Here is why bankers are in dilemma

At a time when the banking sector is facing a huge slowdown in credit off-take, banks have been working overtime to beat this slowdown, which otherwise is a huge cause of concern for the banks as well as for the economy on the whole. This time, the banks have been capitalizing on the festive occasion to make all out efforts to pump as much money as possible into the system through various ‘decorated’ loan schemes to create a win-win situation for all (banks, consumers & the country’s economy).

Pertinently, the slowdown in credit growth has been at around 5.3 per cent in the financial year (FY) 2021. This percentage is the lowest in the last three-four years. Weak consumer sentiment, lack of investments from the private sector and low capital expenditure by corporates are the key factors in the slowdown in credit off-take.

Here it’s worth mentioning that since the government launched a nationwide Credit Outreach Programme on October 16, 2021. According to the finance ministry data, so far 13.84 lakh loans totalling Rs 63,574 crore have been sanctioned through 10,580 camps held across the country as of October 31. The data reveals that as much as Rs 21,687.23 crore in business loans were sanctioned to about 3.2 lakh beneficiaries, while vehicle loans worth Rs 4,560,39 crore were sanctioned to 59,090 borrowers. Housing loans worth Rs 8,994.25 crore were sanctioned to 41,226 borrowers as of October 30, 2021. Besides, over 7 lakh farmers availed Rs 16,734.62 crore agriculture loan in the last fortnight under the initiative.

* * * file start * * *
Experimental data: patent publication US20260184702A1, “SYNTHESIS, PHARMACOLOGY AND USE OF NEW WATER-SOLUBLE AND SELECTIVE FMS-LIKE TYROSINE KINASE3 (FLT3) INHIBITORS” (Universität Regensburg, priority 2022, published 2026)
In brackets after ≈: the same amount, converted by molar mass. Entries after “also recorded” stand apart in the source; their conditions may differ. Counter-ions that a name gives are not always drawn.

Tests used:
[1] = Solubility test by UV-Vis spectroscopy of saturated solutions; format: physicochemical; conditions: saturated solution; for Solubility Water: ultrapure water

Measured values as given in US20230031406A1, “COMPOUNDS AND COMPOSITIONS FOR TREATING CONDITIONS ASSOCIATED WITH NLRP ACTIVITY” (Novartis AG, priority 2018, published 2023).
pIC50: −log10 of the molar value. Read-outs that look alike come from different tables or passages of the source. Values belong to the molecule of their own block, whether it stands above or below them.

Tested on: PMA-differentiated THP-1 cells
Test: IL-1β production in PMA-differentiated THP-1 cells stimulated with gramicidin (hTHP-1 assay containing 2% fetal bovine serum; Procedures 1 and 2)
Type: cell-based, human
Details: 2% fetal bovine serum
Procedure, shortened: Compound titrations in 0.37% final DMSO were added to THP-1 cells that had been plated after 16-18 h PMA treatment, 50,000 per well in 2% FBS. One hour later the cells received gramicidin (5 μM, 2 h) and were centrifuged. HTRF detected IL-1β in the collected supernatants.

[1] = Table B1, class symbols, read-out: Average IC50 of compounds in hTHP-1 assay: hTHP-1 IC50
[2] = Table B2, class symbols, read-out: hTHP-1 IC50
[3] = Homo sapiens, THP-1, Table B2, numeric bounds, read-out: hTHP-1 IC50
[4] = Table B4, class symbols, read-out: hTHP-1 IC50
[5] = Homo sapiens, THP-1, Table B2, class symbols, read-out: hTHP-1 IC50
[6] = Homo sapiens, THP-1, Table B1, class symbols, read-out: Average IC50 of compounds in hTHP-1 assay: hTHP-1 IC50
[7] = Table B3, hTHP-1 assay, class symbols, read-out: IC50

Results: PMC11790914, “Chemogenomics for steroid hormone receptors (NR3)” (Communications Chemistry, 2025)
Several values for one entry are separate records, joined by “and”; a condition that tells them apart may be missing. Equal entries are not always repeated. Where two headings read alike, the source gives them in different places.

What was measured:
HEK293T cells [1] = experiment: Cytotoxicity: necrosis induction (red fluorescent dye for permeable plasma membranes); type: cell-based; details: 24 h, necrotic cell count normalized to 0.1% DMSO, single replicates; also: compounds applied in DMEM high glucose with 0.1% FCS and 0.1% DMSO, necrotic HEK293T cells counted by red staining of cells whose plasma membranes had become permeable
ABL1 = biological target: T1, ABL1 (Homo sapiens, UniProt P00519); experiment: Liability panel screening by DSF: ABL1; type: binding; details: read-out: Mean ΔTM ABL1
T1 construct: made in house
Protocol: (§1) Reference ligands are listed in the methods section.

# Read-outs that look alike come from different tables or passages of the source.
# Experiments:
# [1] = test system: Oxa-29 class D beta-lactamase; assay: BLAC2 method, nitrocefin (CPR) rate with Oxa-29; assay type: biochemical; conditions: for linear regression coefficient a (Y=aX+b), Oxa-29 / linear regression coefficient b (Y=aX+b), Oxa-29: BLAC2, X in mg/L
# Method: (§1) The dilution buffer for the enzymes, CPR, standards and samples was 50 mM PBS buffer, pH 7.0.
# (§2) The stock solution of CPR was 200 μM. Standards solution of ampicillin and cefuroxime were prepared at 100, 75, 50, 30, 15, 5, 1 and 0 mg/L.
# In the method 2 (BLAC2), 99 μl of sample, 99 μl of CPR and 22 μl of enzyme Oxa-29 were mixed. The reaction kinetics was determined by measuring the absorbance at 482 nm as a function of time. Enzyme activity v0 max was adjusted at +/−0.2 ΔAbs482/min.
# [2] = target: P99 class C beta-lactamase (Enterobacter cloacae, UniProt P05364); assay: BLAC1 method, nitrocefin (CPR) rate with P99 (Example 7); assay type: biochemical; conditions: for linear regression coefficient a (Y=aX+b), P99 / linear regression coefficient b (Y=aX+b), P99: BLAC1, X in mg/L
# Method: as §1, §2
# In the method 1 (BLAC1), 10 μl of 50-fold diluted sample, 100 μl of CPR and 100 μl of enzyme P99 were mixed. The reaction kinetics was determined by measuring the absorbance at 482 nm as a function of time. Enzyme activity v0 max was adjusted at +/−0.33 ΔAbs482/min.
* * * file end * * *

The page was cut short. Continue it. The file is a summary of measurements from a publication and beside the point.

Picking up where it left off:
Remarkably, most of the banks have announced festival offers at concessional rates of interest and waived processing charges.

Now, when banks are busy in adding flavor to this festive mood, two major contrast developments hitting media headlines on Monday (November 1) put the bankers in a dilemma. First, it was a major reprieve for the bankers when the finance ministry announced a ‘staff accountability framework’ to protect honest bank employees from being penalised in case bonafide decisions involving loans up to Rs.50 crore go wrong. The framework makes it clear that only genuine decisions and not those involving malfeasance or malafide intentions will be covered under the norms.

The announcement of this framework serves as a confidence booster for bankers, particularly for those who were exercising extraordinary caution while dealing with a loan application. This framework serves as a vaccine dose to dispel fear of being held responsible if a loan goes bad. For the past few years, bankers have been at the receiving end at the hands of the government for being ‘responsible’ for an unprecedented surge in bad loans. This forced the majority of them to resort to conservative lending where deserving as well as undeserving loan applicants were measured with the same yardstick. This attitude fuelled slump in credit off-take.